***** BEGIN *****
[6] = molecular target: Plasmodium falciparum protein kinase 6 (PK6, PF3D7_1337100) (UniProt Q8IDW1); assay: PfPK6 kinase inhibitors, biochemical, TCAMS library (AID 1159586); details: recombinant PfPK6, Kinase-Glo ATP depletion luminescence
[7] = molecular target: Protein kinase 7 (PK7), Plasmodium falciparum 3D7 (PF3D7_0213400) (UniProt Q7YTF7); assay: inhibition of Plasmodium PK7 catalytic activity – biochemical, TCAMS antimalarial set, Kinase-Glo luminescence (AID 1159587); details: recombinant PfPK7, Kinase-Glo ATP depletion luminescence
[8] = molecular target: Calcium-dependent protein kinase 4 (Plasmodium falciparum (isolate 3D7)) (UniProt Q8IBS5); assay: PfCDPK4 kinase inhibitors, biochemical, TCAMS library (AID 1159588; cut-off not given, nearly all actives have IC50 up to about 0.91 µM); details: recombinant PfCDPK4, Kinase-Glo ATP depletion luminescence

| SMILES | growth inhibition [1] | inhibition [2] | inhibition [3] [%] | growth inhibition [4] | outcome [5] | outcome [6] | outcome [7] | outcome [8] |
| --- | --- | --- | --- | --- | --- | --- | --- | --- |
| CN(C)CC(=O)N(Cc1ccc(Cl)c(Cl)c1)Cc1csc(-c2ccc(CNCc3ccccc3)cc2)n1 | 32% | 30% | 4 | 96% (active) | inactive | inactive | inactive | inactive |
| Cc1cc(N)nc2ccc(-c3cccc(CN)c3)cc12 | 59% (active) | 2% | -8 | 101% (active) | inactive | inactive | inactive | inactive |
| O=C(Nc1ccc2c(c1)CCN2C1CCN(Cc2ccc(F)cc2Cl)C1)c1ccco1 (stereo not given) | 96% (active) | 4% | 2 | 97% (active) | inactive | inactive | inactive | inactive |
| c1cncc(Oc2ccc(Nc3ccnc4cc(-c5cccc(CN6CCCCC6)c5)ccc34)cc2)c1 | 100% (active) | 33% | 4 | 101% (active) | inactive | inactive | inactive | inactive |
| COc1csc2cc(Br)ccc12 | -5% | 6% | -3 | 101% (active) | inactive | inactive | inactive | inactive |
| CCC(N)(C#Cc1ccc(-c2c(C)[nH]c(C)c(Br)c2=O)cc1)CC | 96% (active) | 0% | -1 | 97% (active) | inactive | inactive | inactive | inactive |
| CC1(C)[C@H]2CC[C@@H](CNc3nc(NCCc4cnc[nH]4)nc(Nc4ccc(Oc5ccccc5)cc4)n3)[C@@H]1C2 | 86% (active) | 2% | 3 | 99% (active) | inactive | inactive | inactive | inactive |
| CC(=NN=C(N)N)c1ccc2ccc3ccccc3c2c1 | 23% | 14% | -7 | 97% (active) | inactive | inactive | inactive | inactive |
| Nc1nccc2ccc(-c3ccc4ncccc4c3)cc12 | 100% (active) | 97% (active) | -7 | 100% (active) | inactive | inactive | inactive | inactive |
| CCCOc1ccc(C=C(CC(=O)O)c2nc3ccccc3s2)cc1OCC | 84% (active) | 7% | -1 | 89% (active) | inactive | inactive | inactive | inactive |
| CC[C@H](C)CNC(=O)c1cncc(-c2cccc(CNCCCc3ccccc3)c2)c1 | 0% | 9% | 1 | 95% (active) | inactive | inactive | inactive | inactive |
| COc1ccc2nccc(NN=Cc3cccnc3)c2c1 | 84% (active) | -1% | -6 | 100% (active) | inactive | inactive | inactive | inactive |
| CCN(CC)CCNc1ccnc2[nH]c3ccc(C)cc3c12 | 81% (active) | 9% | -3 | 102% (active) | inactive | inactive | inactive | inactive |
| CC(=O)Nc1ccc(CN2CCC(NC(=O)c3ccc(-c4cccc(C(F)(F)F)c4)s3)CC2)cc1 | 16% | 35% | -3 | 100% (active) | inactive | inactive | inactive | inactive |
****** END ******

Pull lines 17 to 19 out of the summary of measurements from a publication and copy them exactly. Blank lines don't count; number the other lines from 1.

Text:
| COc1ccc2nccc(NN=Cc3cccnc3)c2c1 | 84% (active) | -1% | -6 | 100% (active) | inactive | inactive | inactive | inactive |
| CCN(CC)CCNc1ccnc2[nH]c3ccc(C)cc3c12 | 81% (active) | 9% | -3 | 102% (active) | inactive | inactive | inactive | inactive |
| CC(=O)Nc1ccc(CN2CCC(NC(=O)c3ccc(-c4cccc(C(F)(F)F)c4)s3)CC2)cc1 | 16% | 35% | -3 | 100% (active) | inactive | inactive | inactive | inactive |